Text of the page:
Everyone has that family member or friend who embarrasses them by saying things they shouldn’t in public. The racist joke, the sexist comment, the unsolicited conspiracy theories…the options run the gamut. Sometimes, they might even say something you might agree with in private, but would never say around strangers. Whatever the case, you just wish they’d try silence for a while.
Catholics in 2016 find themselves in the unenviable position of having this same experience with the pope. Our efforts at evangelization are often undermined by the inevitable moment where we have to explain him. I was at the bank recently, dealing with some financial matters for 1P5, when I was asked what we do. When I explained that we are a Catholic publication, the manager got a wry smile on his face and asked, “So…what do you think about this pope?”
I have generally assumed, due to the number of heterodox prelates in high places, that the Vatican is more fully staffed with those who take pride in Francis, rather than those who find his “Off-the-Cuff Papacy” to be a serious challenge. But lately, I’m beginning to wonder.
I’ve already made note of the trend of both the Vatican and Vatican-friendly Catholic news services to mistranslate (in a favorable way) or simply omit things from papal statements that are excessively controversial. In June, we saw the transcript of a papal address edited after the fact to change a highly provocative comment in which the pope said “the great majority of our sacramental marriages are null”; the updated transcript — issued without the standard editorial note of correction — changed this to “a portion of our sacramental marriages are null.” This was, of course, not the first time we’ve seen editorial meddling after the fact. In the above-linked post, I noted:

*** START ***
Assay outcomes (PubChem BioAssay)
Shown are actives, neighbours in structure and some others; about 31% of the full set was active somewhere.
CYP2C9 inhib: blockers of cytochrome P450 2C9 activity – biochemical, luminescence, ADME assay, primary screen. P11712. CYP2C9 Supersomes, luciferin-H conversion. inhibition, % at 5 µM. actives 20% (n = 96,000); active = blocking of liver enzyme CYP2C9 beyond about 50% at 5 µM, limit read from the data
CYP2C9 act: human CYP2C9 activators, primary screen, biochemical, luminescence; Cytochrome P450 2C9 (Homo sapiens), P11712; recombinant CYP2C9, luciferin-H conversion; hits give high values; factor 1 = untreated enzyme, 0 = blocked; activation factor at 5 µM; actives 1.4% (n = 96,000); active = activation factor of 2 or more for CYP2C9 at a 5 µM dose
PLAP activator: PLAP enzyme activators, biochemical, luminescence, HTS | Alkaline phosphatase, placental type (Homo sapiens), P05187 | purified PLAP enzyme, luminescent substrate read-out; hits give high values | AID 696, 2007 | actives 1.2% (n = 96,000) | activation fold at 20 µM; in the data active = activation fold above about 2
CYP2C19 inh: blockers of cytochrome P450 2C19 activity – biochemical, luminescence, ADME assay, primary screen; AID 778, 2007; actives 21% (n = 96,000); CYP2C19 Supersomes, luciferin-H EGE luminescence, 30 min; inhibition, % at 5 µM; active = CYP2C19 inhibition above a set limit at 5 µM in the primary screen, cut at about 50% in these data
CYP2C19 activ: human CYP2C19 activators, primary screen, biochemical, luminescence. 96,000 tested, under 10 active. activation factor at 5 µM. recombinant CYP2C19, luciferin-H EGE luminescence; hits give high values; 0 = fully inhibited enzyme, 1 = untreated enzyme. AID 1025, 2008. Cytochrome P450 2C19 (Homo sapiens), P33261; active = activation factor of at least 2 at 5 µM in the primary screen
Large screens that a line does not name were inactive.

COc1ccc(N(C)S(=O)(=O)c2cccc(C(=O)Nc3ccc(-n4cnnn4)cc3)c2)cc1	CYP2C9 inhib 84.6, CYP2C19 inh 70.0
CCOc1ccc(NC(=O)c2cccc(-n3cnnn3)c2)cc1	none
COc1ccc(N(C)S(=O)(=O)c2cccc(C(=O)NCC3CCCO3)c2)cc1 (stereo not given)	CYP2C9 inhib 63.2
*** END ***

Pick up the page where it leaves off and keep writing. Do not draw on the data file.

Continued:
In fact, I’ve caught this kind of transcript tinkering before, if not on the part of the Vatican itself, then with those agencies most invested in carrying its message. In a plane interview on his return from Greece this past April, Pope Francis responded to the Wall Street Journal’s Francis X. Rocca’s question about whether there are new concrete realities for the divorced and remarried, post-AL. In his response he said, “I can say yes. Period.” At the time we first reported this, there was no English translation of his Italian comments, so we provided our own.
But the Catholic News Agency, America Magazine, and others (including Vatican Radio, if I recall correctly) ran a different translation, one in which the pope said, “I can say yes, many. But it would be an answer that is too small.”
So I went back to my translator and asked for a complete English transcript, which I then sat for hours and painstakingly used to subtitle the video of the presser. I then had that work double-checked, and then I published the video. A video which simply cannot be refuted, because it’s absolutely clear.
Within a few days, the CNA link we provided showing the discrepancy in the translation was instead using a version that matched our own. You will note that no correction was issued, and the transcript was not notated in any way to show that a change had been made.
The bad translation — which mitigated the severity of his comments — just went down the memory hole.
This is Orwellian, it is deceptive, and it is unbecoming of the Vicar of Christ – or his surrogates.
In September, I wrote an essay entitled A Vatican That Can’t Be Trusted. In it, I cited the observations of Professor Roberto de Mattei, who (citing two recent examples) said:
Information, disinformation, truths, half-truths and lies all seem to be jumbled up in the communication strategy of the Holy See. The history of the Church is being written through interviews, improvised discourses, articles on semi-official blogs and media-rumours, leaving the field wide open to all interpretations possible and giving rise to the suspicion that the confusion is deliberate.